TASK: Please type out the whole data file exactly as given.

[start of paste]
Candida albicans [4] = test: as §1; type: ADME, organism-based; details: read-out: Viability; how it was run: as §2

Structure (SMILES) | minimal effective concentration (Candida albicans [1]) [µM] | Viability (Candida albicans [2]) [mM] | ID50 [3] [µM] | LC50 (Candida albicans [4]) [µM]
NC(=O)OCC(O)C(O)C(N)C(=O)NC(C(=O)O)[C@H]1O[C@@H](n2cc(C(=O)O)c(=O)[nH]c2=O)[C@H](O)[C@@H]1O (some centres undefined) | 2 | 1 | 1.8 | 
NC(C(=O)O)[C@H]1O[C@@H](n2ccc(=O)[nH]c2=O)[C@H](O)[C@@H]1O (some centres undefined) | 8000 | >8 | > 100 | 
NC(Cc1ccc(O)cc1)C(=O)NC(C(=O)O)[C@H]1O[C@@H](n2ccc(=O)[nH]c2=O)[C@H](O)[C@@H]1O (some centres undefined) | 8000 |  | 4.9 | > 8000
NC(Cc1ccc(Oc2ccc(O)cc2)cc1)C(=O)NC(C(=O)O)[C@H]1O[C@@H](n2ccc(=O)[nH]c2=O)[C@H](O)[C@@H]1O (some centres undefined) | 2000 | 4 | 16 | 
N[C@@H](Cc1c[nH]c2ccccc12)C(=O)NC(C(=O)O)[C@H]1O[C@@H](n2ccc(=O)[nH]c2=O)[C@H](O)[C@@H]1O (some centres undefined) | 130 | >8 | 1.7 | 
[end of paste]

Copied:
Candida albicans [4] = test: as §1; type: ADME, organism-based; details: read-out: Viability; how it was run: as §2

Structure (SMILES) | minimal effective concentration (Candida albicans [1]) [µM] | Viability (Candida albicans [2]) [mM] | ID50 [3] [µM] | LC50 (Candida albicans [4]) [µM]
NC(=O)OCC(O)C(O)C(N)C(=O)NC(C(=O)O)[C@H]1O[C@@H](n2cc(C(=O)O)c(=O)[nH]c2=O)[C@H](O)[C@@H]1O (some centres undefined) | 2 | 1 | 1.8 | 
NC(C(=O)O)[C@H]1O[C@@H](n2ccc(=O)[nH]c2=O)[C@H](O)[C@@H]1O (some centres undefined) | 8000 | >8 | > 100 | 
NC(Cc1ccc(O)cc1)C(=O)NC(C(=O)O)[C@H]1O[C@@H](n2ccc(=O)[nH]c2=O)[C@H](O)[C@@H]1O (some centres undefined) | 8000 |  | 4.9 | > 8000
NC(Cc1ccc(Oc2ccc(O)cc2)cc1)C(=O)NC(C(=O)O)[C@H]1O[C@@H](n2ccc(=O)[nH]c2=O)[C@H](O)[C@@H]1O (some centres undefined) | 2000 | 4 | 16 | 
N[C@@H](Cc1c[nH]c2ccccc12)C(=O)NC(C(=O)O)[C@H]1O[C@@H](n2ccc(=O)[nH]c2=O)[C@H](O)[C@@H]1O (some centres undefined) | 130 | >8 | 1.7 | 